Impact of Donor Arterial Partial Pressure of Oxygen on Outcomes After Lung Transplantation in Adult Cystic Fibrosis Recipients

Don Hayes, Benjamin T. Kopp, Stephen E. Kirkby, Susan D. Reynolds, Heidi M. Mansour, Joseph D. Tobias, Dmitry Tumin

Research output: Contribution to journalArticle

3 Scopus citations

Abstract

Introduction: Donor PaO2 levels are used for assessing organs for lung transplantation (LTx), but survival implications of PaO2 levels in adult cystic fibrosis (CF) patients receiving LTx are unclear. Methods: UNOS registry data spanning 2005–2013 were used to test for associations of donor PaO2 with patient survival and bronchiolitis obliterans syndrome (BOS) in adult (age ≥ 18 years) first-time LTx recipients diagnosed with CF. Results: The analysis included 1587 patients, of whom 1420 had complete data for multivariable Cox models. No statistically significant differences among donor PaO2 categories of ≤200, 201–300, 301–400, or >400 mmHg were found in univariate survival analysis (log-rank test p = 0.290). BOS onset did not significantly differ across donor PaO2 categories (Chi-square p = 0.480). Multivariable Cox models of patient survival supported the lack of difference across donor PaO2 categories. Interaction analysis found a modest difference in survival between the two top categories of donor PaO2 when examining patients with body mass index (BMI) in the lowest decile (≤16.5 kg/m2). Conclusions: Donor PaO2 was not associated with survival or BOS onset in adult CF patients undergoing LTx. Notwithstanding statistically significant interactions between donor PaO2 and BMI, there was no evidence of post-LTx survival risk associated with donor PaO2 below conventional thresholds in any subgroup of adults with CF.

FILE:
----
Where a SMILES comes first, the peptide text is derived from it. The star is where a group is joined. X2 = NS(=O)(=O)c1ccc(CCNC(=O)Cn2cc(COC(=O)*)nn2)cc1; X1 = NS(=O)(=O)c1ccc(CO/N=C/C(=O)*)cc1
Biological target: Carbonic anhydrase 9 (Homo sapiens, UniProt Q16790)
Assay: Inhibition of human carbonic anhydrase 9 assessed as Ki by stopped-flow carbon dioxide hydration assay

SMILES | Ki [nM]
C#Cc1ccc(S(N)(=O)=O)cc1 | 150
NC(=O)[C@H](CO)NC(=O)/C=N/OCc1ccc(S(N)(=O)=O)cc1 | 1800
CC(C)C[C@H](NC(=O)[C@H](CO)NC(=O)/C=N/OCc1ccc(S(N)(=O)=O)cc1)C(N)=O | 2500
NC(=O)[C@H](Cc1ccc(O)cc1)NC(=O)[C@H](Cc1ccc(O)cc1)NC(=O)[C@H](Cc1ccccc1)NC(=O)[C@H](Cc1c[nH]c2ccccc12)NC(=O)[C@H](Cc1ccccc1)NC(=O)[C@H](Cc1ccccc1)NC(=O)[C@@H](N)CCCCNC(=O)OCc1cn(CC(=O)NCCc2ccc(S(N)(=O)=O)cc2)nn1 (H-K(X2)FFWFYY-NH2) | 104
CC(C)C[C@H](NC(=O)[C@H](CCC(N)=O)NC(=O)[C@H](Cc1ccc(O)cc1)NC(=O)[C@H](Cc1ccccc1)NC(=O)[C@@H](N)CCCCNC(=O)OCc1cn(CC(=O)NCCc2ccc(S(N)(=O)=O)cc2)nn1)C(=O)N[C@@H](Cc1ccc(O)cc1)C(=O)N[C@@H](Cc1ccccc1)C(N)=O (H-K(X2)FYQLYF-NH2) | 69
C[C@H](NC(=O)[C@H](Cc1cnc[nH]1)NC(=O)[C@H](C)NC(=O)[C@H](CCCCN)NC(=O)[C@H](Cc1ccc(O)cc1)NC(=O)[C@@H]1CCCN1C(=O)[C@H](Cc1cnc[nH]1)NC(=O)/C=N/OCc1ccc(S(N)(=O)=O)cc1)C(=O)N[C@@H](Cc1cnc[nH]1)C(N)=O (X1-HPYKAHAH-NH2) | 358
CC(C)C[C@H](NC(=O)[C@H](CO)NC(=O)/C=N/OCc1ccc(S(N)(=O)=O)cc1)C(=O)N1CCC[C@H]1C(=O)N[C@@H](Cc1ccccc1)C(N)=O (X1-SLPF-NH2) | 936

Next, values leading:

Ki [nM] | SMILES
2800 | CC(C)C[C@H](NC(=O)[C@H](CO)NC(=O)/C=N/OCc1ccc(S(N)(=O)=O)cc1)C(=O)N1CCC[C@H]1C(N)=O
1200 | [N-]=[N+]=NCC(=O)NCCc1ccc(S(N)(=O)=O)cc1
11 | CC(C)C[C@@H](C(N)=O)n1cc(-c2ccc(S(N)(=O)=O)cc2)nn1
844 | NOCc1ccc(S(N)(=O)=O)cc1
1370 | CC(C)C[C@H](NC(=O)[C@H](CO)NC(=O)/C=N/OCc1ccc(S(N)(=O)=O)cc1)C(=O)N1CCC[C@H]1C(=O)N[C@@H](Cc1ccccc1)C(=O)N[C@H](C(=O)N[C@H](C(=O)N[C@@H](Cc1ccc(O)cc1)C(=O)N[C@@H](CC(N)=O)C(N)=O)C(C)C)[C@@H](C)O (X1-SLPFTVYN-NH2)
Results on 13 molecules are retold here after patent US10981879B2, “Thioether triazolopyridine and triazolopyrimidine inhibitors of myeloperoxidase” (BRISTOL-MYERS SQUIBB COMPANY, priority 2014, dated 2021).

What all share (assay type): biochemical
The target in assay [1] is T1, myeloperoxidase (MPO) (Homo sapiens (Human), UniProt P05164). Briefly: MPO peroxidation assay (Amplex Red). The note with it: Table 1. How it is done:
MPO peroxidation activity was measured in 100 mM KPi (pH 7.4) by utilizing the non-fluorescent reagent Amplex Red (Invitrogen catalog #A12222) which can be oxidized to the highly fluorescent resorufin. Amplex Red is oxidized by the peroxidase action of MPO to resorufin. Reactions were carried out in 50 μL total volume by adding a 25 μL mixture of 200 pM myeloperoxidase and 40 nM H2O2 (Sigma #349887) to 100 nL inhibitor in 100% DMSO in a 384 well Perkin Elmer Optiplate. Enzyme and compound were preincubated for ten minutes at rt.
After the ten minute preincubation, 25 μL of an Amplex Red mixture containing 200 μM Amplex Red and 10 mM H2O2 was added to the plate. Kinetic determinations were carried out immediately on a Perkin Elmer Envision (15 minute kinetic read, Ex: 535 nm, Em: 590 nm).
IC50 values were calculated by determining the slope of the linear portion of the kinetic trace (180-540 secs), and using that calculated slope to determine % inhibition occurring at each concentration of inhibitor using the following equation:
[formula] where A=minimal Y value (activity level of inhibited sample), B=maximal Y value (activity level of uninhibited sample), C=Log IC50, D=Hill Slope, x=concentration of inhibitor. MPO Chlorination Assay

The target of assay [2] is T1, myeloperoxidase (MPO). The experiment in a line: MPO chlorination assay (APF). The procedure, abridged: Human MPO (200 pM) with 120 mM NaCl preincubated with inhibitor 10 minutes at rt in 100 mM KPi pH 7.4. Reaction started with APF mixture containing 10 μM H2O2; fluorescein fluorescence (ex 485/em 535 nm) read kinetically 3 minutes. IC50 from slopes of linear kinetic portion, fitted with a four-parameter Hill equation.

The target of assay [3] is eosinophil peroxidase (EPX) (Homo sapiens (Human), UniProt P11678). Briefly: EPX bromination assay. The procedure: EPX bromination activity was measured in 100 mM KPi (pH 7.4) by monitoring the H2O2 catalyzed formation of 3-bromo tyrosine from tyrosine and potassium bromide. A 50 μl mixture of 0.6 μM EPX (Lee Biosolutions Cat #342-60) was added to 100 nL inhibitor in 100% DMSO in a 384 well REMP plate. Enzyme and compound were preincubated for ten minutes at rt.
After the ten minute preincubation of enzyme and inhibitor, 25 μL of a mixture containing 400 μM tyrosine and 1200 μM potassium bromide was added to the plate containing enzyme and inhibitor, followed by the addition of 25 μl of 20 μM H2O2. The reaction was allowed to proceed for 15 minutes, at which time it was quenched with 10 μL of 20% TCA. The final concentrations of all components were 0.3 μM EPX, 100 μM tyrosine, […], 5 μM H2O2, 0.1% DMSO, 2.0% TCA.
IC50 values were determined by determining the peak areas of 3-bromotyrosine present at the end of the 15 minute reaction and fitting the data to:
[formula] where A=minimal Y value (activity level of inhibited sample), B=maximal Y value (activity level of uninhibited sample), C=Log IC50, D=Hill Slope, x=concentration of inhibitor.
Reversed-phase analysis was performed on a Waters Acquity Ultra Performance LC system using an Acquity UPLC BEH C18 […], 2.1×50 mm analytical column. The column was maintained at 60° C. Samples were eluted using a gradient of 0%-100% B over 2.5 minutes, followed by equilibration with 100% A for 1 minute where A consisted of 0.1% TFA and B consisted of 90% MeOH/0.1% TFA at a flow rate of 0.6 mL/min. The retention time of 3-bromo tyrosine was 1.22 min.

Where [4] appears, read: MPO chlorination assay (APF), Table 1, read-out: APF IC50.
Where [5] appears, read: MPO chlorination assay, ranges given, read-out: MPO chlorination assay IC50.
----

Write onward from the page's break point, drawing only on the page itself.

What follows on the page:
Original languageEnglish (US)
Pages (from-to)547-553
Number of pages7
JournalLung
Volume194
Issue number4
DOIs
StatePublished - Aug 1 2016

Keywords

  • Bronchiolitis obliterans syndrome
  • Cystic fibrosis
  • Donor
  • Lung transplantation
  • Partial pressure of oxygen
  • Survival

ASJC Scopus subject areas

  • Pulmonary and Respiratory Medicine

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